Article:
Sa Financial Markets Face Perfect Storm As Volatile Geographic Tensions Brew

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sa financial markets face perfect storm as volatile geographic tensions brew

Local financial markets may find themselves facing a perfect storm in the months to come.

Just like the storms that struck with Covid-19 and the Ukraine-Russia conflict, which knocked the global economy and financial markets, so too a storm is gathering now.

The storm this time is due to the Middle East conflict in the Gaza strip, as well as rumours of possible air strikes between Iran and Israel. Developing markets as a result face unprecedented sharp increases in the oil price and further increases in US and developed market interest rates.

The news last week that the US inflation rate had increased to 3.5% in March 2024, up from the annual rate of 3,2% in February and core inflation back on 3.8%, is an early indication of the disastrous effects of a strong increase in oil prices.

Brent crude has increased from $81 (R1524,) on March 12 to Fridays close of $91 per barrel. Some analysts now predict the oil price may quickly accelerate to $120 per barrel. The oil price had increased from $32 per barrel in April 2020, at the beginning of the Covid pandemic, to $110 per barrel by June 2022.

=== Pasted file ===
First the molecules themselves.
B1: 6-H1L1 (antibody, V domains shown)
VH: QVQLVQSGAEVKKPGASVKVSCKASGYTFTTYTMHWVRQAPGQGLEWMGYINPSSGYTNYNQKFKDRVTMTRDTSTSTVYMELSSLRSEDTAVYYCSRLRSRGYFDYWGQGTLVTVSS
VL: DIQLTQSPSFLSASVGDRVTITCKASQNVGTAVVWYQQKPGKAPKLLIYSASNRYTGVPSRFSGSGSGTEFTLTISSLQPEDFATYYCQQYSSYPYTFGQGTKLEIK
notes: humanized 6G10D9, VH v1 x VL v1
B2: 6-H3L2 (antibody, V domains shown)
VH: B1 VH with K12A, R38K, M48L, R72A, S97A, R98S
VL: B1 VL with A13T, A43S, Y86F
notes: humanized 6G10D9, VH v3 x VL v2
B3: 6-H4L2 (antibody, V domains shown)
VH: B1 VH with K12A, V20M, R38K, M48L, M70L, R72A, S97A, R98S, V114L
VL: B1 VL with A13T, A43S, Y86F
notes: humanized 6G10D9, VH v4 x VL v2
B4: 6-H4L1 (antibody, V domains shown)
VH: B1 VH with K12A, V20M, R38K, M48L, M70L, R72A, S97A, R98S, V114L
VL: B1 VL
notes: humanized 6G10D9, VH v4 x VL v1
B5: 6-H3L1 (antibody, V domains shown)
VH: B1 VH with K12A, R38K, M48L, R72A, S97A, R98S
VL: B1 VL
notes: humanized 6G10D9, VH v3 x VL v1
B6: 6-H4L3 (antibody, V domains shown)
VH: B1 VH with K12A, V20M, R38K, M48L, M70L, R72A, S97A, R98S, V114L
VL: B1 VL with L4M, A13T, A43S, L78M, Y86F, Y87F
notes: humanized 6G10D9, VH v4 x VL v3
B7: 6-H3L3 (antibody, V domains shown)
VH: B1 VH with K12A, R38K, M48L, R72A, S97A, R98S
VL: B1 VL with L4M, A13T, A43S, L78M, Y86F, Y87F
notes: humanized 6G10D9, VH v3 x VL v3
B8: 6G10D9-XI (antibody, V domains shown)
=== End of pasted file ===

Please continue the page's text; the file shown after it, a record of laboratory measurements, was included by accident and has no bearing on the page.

The storm this time around may be more severe as US and world interest rates are more than three times higher than in April 2020. The room for fiscal stimulation this time is limited. This storm may push the global economy into unprecedented stagflation namely, almost no to negative economic growth with higher levels of inflation.

Expectations in US financial markets have now turned to favour two rate cuts this year, rather than three. In reaction to the hawkish mood of the US Federal Reserve and a turnaround in inflation expectations, US shares started to pull back.

Over the past two weeks, the S&P500 has already lost 2.3%. The dollar, together with gold is the haven for investors. Bullion has increased by $80 per ounce over the past week and traded near $2 380 per ounce on Friday.

On the foreign exchange market, the rand lost 50 cents, from R18.44 against the dollar to R18.94 since the announcement of the sharp turnaround in the US inflation rate last Wednesday.

On the JSE, a mixed bag of sentiment was present last week. The All Share Index gained 1.63%, backed by resources due to strong precious metals prices.

The Resource 10 Index jumped by more than 8% since the previous Friday. Financials and Industrial shares which are more of a representation of domestic economic prospects facing the higher oil price, weaker rand, election uncertainty and another sharp increase in electricity prices at the beginning of June are losing much ground. Industrials lost 2% last week, while the Financial 15 index traded down by 3.2% since the previous Friday.

This coming week, the economic calendar for domestic indicators awaits the release by Statistics South Africa of the countrys inflation data for March on Wednesday. It is expected the main inflation rate will come down from an annualised 5.6% in February to 5.4% in March. Also on Wednesday, Stats SA will announce the countrys retail sales numbers for February. It is expected that sales at retail shops decreased in real terms by -1.8%, better than the -2.1% in January.

On global markets, the US will release its retail numbers for March today. It is expected that the volume of sales at retailers grew by 0.4% year on year against the 0.6% recorded in February.